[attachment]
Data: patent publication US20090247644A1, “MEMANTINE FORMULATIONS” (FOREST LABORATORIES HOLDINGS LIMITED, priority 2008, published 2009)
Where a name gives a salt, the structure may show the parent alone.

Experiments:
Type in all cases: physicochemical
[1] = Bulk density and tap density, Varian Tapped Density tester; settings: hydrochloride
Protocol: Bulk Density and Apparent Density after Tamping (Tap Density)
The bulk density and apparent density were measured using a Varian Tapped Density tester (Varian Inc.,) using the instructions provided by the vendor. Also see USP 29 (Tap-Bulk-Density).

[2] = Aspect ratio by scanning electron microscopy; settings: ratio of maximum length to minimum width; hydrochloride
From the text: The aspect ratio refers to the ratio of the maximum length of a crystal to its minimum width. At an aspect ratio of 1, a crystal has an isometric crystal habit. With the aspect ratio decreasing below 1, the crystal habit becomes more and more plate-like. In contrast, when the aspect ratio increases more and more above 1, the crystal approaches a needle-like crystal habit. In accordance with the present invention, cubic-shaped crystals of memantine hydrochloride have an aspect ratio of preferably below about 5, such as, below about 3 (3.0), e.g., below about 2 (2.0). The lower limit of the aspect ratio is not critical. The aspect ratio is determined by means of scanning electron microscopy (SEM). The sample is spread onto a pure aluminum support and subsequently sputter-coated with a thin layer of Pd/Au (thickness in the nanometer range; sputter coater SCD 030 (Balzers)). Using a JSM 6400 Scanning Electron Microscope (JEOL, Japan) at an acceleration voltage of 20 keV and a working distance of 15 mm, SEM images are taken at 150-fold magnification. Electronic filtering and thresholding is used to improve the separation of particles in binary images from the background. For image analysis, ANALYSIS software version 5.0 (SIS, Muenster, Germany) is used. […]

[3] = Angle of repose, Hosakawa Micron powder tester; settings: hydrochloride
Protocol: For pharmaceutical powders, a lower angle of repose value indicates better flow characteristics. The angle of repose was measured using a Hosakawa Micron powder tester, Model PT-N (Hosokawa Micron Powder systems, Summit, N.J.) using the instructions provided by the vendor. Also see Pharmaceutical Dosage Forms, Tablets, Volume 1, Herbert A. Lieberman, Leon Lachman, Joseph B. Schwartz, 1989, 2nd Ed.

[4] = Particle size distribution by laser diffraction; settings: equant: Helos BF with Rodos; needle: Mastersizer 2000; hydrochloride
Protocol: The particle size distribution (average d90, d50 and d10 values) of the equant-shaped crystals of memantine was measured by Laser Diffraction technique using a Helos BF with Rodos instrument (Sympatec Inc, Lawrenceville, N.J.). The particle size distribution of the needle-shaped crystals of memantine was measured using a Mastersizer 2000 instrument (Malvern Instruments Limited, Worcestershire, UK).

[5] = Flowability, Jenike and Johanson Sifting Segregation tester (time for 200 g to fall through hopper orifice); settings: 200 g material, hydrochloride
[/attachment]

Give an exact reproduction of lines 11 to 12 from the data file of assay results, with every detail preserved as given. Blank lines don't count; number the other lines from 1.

Protocol: For pharmaceutical powders, a lower angle of repose value indicates better flow characteristics. The angle of repose was measured using a Hosakawa Micron powder tester, Model PT-N (Hosokawa Micron Powder systems, Summit, N.J.) using the instructions provided by the vendor. Also see Pharmaceutical Dosage Forms, Tablets, Volume 1, Herbert A. Lieberman, Leon Lachman, Joseph B. Schwartz, 1989, 2nd Ed.

[4] = Particle size distribution by laser diffraction; settings: equant: Helos BF with Rodos; needle: Mastersizer 2000; hydrochloride